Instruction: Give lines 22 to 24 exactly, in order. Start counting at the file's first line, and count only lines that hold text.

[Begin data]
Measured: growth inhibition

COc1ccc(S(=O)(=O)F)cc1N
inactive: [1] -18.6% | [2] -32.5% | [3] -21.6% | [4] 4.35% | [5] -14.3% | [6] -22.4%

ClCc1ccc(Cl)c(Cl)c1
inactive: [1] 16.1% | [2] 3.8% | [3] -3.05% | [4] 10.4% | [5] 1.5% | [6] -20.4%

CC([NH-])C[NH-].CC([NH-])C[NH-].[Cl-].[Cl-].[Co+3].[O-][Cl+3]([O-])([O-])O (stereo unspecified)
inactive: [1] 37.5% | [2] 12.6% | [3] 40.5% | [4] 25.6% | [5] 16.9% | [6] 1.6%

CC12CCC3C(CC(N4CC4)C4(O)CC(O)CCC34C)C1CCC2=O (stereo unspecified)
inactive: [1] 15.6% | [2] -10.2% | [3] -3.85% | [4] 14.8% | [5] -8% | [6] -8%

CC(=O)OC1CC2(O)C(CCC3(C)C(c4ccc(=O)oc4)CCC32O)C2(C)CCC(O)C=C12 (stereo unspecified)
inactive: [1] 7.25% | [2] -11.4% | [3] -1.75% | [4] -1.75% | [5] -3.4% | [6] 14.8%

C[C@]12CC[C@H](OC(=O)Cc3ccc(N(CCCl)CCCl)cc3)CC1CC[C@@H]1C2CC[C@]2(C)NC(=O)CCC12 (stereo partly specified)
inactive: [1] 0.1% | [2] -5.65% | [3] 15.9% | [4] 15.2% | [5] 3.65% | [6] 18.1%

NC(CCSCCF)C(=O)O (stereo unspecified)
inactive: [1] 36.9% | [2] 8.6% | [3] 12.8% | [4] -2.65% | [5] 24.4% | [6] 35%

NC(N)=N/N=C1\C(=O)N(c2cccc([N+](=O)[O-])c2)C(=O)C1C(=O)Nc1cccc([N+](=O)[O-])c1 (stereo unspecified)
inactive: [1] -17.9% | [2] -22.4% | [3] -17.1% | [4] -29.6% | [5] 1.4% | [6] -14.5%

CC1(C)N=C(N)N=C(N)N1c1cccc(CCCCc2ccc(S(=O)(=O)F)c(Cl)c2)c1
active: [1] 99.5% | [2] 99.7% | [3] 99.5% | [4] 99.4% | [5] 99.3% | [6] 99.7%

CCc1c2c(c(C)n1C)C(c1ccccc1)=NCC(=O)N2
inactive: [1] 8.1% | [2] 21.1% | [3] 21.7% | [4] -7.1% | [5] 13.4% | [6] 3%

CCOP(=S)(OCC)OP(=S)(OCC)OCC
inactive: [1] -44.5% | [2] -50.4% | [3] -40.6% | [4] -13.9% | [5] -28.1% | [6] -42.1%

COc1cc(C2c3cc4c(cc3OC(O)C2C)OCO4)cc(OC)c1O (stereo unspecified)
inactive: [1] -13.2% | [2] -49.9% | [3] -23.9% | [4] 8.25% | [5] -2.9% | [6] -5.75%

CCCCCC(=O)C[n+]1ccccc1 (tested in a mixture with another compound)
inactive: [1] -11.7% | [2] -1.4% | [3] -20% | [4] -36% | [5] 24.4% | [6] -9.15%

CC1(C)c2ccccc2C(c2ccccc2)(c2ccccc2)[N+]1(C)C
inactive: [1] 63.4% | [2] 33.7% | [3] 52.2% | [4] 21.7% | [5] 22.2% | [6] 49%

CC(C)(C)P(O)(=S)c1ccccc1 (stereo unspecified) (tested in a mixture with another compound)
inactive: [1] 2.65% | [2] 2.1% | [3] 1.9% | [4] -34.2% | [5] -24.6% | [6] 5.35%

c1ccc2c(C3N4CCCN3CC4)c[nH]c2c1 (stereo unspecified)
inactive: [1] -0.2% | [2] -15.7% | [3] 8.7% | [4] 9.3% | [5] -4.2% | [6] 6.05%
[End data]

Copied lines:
CCOP(=S)(OCC)OP(=S)(OCC)OCC
inactive: [1] -44.5% | [2] -50.4% | [3] -40.6% | [4] -13.9% | [5] -28.1% | [6] -42.1%

COc1cc(C2c3cc4c(cc3OC(O)C2C)OCO4)cc(OC)c1O (stereo unspecified)